It’s safe to say nobody likes to fire an employee. But, there may come a time when you’ll have to terminate an employee for poor performance or as part of a necessary cut. While an employer has a lot of freedom in how they can approach a firing, there are few written and unwritten rules to keep in mind.
If an employee is getting let go due to performance, keep in mind that Connecticut, like most states, maintains an at-will employment model in its labor law. This term means an employee can be dismissed by an employer without warning for any reason, with the exception being dismissal on grounds of illegal discrimination such as race or religion. Most people are familiar with the expectation of providing “two weeks notice” when leaving a company, but not everyone realizes this expectation cuts both ways.
Be sure to hold regular performance reviews with underperforming workers and set clear goals and expectations within a chosen timeline. By giving the employee a chance to improve their performance before checking in at another review, you reduce the chance of taking them by surprise with termination (not to mention, of course, helping the employee fix the problematic behavior!)
A good rule of thumb for this ‘probation’ is ninety days, but it can be shorter or longer depending on the situation. If expectations are clear, both the employer and the employee should have a good understanding at the end of this window if they’re a good fit for the company.
When it’s time to let someone go, prepare beforehand by gathering documentation of the employee’s performance and any other materials that will help the employee understand the cause of their firing. You don’t need to give ultra specific reasons necessarily, but people generally like to understand why they’re being let go.
Keeping record of any write-up incidents where an employee violated rules outlined within an employee handbook, for example, is an excellent way to protect yourself legally and maintain professionalism during a time when tensions (and unsupported accusations) may be high.
Firings can be uncomfortable for all parties involved, but one should still make every effort to provide the news in person. Usually, the most appropriate person is the employee’s direct supervisor. Avoid delivering the news via phone, text, email, or over instant message. This sets a bad tone and can negatively affect your reputation if the ex-employee maintains relationships with current or future hires.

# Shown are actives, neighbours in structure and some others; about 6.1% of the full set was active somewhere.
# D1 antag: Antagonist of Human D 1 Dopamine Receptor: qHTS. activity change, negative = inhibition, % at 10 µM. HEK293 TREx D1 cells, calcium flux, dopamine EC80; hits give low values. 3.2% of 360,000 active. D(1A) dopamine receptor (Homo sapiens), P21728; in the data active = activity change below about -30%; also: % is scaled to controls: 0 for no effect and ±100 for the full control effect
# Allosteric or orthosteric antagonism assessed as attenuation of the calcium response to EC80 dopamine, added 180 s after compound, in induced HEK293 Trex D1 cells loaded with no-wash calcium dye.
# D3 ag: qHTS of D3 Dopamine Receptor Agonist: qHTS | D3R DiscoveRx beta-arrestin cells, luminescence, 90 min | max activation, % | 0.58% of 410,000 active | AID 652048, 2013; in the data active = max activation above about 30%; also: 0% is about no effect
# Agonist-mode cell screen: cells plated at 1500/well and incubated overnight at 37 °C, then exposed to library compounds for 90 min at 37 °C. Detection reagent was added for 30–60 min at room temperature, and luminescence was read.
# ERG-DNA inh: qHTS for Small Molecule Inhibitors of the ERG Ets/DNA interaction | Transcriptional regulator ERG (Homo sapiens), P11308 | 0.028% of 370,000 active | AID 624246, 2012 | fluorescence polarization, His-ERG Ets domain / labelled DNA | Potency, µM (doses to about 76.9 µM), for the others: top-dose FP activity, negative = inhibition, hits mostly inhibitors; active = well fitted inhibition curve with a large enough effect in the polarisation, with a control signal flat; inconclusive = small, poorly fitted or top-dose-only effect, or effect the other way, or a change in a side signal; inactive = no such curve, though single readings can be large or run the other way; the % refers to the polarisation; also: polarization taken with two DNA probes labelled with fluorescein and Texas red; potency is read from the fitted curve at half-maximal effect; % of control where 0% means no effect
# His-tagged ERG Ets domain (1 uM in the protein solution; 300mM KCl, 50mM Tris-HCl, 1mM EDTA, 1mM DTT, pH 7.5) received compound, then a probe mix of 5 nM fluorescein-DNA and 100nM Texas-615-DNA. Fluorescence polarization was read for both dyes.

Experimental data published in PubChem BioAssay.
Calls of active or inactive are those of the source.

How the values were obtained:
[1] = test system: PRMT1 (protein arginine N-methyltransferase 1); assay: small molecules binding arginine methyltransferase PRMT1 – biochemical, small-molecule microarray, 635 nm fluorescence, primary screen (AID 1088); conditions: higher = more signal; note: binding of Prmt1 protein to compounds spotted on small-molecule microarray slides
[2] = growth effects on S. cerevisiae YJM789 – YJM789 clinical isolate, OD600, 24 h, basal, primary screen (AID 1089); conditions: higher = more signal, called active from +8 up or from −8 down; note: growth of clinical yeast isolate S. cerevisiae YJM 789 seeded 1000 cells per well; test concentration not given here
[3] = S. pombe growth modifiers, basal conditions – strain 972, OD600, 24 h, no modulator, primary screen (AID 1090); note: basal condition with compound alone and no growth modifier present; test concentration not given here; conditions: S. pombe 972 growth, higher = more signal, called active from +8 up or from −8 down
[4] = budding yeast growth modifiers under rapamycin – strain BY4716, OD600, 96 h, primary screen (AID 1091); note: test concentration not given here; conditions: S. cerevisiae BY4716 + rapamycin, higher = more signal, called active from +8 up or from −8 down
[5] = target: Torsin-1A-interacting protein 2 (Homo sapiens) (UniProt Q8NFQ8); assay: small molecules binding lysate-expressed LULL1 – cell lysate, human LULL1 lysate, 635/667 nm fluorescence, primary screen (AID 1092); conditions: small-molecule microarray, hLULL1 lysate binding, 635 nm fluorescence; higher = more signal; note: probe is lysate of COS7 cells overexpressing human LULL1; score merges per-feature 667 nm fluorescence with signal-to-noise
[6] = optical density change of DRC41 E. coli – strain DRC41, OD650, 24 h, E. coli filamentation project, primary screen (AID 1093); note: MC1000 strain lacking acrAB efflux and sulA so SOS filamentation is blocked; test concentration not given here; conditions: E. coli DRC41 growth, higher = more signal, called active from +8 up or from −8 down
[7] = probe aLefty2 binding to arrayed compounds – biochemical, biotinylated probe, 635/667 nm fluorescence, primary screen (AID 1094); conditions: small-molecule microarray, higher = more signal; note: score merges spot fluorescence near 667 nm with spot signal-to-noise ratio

The golden rule applies here: treat others the way you’d like to be treated. Ask yourself how you’d prefer the situation be handed if the role of employer and employee was reversed. That being said, do your best to give the employee space and privacy during the process. For example, letting someone go at the end of the day when everyone has gone home can help them save face with their co-workers and process the news without prying questions.
Letting someone go takes more than just emotional fortitude. The action also precipitates a lot of paperwork and legal boxes to check. Staying in compliance during a termination can be difficult when an employer is juggling the many responsibilities of entrepreneurship.
This is where a Professional Employer Organization can help. Outsourcing talent acquisition can be of great help in a small to medium sized business where a dedicated HR department is too great of an expense. A competent PEO can provide documentation, compliance,, and most significant of all, experienced advice when it comes to termination.